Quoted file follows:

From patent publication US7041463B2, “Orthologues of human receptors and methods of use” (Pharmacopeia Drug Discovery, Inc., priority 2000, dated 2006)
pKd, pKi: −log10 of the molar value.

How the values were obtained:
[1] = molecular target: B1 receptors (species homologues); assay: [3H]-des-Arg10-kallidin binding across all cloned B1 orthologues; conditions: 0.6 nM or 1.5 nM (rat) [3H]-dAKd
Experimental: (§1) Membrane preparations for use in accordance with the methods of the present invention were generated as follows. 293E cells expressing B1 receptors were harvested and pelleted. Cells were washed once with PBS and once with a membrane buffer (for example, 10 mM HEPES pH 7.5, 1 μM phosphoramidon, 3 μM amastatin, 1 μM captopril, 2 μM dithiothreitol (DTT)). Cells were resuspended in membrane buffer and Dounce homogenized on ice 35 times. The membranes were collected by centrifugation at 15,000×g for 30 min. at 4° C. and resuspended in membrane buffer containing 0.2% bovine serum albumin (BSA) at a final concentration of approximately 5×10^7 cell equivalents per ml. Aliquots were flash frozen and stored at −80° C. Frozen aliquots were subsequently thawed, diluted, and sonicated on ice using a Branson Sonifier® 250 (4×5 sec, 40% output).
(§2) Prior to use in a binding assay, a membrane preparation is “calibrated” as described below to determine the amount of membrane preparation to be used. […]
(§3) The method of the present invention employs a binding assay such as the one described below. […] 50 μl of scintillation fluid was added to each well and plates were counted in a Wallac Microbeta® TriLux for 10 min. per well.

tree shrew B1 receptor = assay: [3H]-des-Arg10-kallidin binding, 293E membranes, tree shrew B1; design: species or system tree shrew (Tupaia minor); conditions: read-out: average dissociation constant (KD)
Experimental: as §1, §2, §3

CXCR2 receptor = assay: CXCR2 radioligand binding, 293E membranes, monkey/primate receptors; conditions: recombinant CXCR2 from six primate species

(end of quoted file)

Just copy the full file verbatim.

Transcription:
From patent publication US7041463B2, “Orthologues of human receptors and methods of use” (Pharmacopeia Drug Discovery, Inc., priority 2000, dated 2006)
pKd, pKi: −log10 of the molar value.

How the values were obtained:
[1] = molecular target: B1 receptors (species homologues); assay: [3H]-des-Arg10-kallidin binding across all cloned B1 orthologues; conditions: 0.6 nM or 1.5 nM (rat) [3H]-dAKd
Experimental: (§1) Membrane preparations for use in accordance with the methods of the present invention were generated as follows. 293E cells expressing B1 receptors were harvested and pelleted. Cells were washed once with PBS and once with a membrane buffer (for example, 10 mM HEPES pH 7.5, 1 μM phosphoramidon, 3 μM amastatin, 1 μM captopril, 2 μM dithiothreitol (DTT)). Cells were resuspended in membrane buffer and Dounce homogenized on ice 35 times. The membranes were collected by centrifugation at 15,000×g for 30 min. at 4° C. and resuspended in membrane buffer containing 0.2% bovine serum albumin (BSA) at a final concentration of approximately 5×10^7 cell equivalents per ml. Aliquots were flash frozen and stored at −80° C. Frozen aliquots were subsequently thawed, diluted, and sonicated on ice using a Branson Sonifier® 250 (4×5 sec, 40% output).
(§2) Prior to use in a binding assay, a membrane preparation is “calibrated” as described below to determine the amount of membrane preparation to be used. […]
(§3) The method of the present invention employs a binding assay such as the one described below. […] 50 μl of scintillation fluid was added to each well and plates were counted in a Wallac Microbeta® TriLux for 10 min. per well.

tree shrew B1 receptor = assay: [3H]-des-Arg10-kallidin binding, 293E membranes, tree shrew B1; design: species or system tree shrew (Tupaia minor); conditions: read-out: average dissociation constant (KD)
Experimental: as §1, §2, §3

CXCR2 receptor = assay: CXCR2 radioligand binding, 293E membranes, monkey/primate receptors; conditions: recombinant CXCR2 from six primate species